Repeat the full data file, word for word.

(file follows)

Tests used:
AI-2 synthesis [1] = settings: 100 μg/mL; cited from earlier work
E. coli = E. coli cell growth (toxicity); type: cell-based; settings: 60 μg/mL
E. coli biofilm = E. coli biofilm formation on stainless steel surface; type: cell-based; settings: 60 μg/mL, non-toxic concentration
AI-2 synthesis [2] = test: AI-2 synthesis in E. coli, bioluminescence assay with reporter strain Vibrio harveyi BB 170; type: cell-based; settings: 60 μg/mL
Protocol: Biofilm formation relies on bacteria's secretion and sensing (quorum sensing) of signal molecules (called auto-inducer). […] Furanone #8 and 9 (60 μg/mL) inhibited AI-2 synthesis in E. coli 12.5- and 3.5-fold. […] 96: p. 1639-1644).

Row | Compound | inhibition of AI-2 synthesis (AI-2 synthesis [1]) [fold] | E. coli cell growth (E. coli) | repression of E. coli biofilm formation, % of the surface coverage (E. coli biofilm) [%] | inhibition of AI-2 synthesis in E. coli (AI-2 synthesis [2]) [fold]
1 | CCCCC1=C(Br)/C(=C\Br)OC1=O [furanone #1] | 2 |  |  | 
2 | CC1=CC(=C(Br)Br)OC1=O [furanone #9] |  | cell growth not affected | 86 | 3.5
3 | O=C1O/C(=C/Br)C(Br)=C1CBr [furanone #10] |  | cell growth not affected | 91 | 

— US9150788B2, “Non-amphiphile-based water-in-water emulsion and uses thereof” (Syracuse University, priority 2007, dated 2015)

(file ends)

Tests used:
AI-2 synthesis [1] = settings: 100 μg/mL; cited from earlier work
E. coli = E. coli cell growth (toxicity); type: cell-based; settings: 60 μg/mL
E. coli biofilm = E. coli biofilm formation on stainless steel surface; type: cell-based; settings: 60 μg/mL, non-toxic concentration
AI-2 synthesis [2] = test: AI-2 synthesis in E. coli, bioluminescence assay with reporter strain Vibrio harveyi BB 170; type: cell-based; settings: 60 μg/mL
Protocol: Biofilm formation relies on bacteria's secretion and sensing (quorum sensing) of signal molecules (called auto-inducer). […] Furanone #8 and 9 (60 μg/mL) inhibited AI-2 synthesis in E. coli 12.5- and 3.5-fold. […] 96: p. 1639-1644).

Row | Compound | inhibition of AI-2 synthesis (AI-2 synthesis [1]) [fold] | E. coli cell growth (E. coli) | repression of E. coli biofilm formation, % of the surface coverage (E. coli biofilm) [%] | inhibition of AI-2 synthesis in E. coli (AI-2 synthesis [2]) [fold]
1 | CCCCC1=C(Br)/C(=C\Br)OC1=O [furanone #1] | 2 |  |  | 
2 | CC1=CC(=C(Br)Br)OC1=O [furanone #9] |  | cell growth not affected | 86 | 3.5
3 | O=C1O/C(=C/Br)C(Br)=C1CBr [furanone #10] |  | cell growth not affected | 91 | 

— US9150788B2, “Non-amphiphile-based water-in-water emulsion and uses thereof” (Syracuse University, priority 2007, dated 2015)